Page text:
[i] Pinny, H. Family Recipe Book, Containing Several Hundred Valuable Recipes on Every Branch of Domestic Economy; Embracing cookery, the Cure of Disease, the Use of Principle Roots and Herbs as Medicine, Making Dyes, Colouring, Cleaning, Cementing, &c. &c. Philadelphia: For the Publisher, 1847. Print.1
[ii] Pinny, H. Family Recipe Book, 2
[iii] Ibid. 39.
[iv] Ibid. 58. “Cure for cancer- take bark of red oak, and burn it to ashes. Apply this to the cancer, til it is eaten out.”
[v] Ibid. 2.
[vi] Alex Berman, “The Thomsonian Movement and Its Relation to American Pharmacy and Medicine,” Bulletin of the History of Medicine 30 (1956), 416.
[vii] Alex Berman, “The Thomsonian Movement and Its Relation to American Pharmacy and Medicine,” 420.
[viii] Ibid. 426.
[ix] Ibid. 427.
[x] Ibid. 406. “Shryock states that there were at least nine medical sects in the United States during the nineteenth century.”
[xi] Pinny, H. Family Recipe Book, 34.
[xii] Ibid. 35.
[xiii] Paul Starr makes a related argument in Paul Starr, The Social Transformation of American Medicine, Chapter 1: “Medicine in a Democratic Culture” New York: Basic, 1982. Print.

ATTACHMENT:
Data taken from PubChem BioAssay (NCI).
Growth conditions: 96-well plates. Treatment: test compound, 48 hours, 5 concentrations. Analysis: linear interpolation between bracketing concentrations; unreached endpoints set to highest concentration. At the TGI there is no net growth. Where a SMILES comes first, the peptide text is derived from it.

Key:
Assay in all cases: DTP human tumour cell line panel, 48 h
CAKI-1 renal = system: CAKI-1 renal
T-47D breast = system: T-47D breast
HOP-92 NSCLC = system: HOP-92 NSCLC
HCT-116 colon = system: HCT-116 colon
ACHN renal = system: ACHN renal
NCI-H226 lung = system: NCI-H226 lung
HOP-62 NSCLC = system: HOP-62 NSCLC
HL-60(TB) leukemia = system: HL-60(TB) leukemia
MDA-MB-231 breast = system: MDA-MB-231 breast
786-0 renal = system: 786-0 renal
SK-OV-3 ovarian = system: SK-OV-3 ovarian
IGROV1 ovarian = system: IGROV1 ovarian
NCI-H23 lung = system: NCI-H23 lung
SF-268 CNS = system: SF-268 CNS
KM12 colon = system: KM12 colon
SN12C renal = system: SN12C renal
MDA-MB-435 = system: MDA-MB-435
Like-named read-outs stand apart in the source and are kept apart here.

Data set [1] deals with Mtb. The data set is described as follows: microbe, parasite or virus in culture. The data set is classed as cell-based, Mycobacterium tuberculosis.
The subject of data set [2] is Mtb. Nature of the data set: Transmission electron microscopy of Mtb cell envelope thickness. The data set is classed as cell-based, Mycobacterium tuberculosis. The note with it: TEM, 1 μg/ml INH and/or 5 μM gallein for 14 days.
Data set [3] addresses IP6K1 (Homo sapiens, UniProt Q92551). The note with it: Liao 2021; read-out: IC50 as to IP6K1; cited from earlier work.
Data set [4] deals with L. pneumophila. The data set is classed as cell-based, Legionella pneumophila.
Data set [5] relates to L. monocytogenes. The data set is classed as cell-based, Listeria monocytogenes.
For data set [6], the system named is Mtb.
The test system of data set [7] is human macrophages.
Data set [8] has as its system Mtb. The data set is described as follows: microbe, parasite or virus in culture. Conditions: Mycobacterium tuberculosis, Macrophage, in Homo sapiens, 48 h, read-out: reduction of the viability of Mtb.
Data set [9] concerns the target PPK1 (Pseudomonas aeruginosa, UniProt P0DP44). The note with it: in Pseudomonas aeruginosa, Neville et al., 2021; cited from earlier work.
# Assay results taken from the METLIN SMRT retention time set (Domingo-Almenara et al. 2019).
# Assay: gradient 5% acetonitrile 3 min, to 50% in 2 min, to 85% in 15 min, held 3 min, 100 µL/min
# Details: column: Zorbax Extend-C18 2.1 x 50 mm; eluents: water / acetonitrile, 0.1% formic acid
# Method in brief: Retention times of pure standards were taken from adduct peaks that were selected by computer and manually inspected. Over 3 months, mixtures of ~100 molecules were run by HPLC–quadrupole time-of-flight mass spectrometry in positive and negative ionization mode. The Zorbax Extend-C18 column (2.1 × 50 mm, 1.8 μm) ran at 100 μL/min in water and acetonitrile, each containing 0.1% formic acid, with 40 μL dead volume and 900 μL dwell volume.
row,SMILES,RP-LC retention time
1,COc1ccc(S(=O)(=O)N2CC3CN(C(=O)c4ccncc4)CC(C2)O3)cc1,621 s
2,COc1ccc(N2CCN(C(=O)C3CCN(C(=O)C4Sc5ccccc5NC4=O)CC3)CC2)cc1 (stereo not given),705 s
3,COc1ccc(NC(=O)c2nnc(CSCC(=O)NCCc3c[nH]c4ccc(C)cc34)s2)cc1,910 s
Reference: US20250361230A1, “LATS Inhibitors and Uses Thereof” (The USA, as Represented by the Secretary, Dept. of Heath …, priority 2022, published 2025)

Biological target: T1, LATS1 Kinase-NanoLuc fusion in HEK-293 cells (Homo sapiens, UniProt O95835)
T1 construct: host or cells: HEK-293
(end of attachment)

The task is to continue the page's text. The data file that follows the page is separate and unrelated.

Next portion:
[xiv] Pinny, H. Family Recipe Book, 2.
[xv] Ibid. “the mode of cooking is as is general practiced by good American house-keepers.
[xviii] Ibid.32. “white or red current jam- pick the fruit very nicely, and allow an equal quality of finely pounded loaf sugar; put a layer of each, alternatively, into a preserving pan, and boil for 10 minutes; or they may be boiled the same length of time in sugar previously clarified and boiled like candy.”
[xix] Ibid. 39. “cholera infantum-the stomach and bowels must be evacuated and afterwards give charcoal and magnesia, or the latter alone. When there is much irritability, clusters of flax seed tea, mutton broth, and starch, with a littler laudanum in them, will give ease. Formentatios to the bowels and abdomen are useful. After the worst of the symptoms is over, give Peruvian bark in powder of decoction, adding a little nutmeg or use a tea of arens, or bayberry root, or the leaves of red raspberry. The removing of children to the country, abstaining from fruit, the use of flannel, and cold bath, are the means prescribed for prevention.”
[xx] Ruth Schwartz Cohen describes this in detail in her book Cowan, Ruth Schwartz. More Work for Mother: the Ironies of Household Technology from the Open Hearth to the Microwave. New York: Basic, 1983. Print.
[xxi]Pinny, H. Family Recipe Book, 2.
[xxii] Although Americans were already in California, the Gold Rush would not happen until a year after this book was published. People had indeed reached the other coast, but the west was still fairly wild and uninhabited and lent itself to the imagination of adventurers and homesteaders. The independent survivor mentality, which would include both a need and desire to be self-sufficient would create a market for such products like Pinny’s book.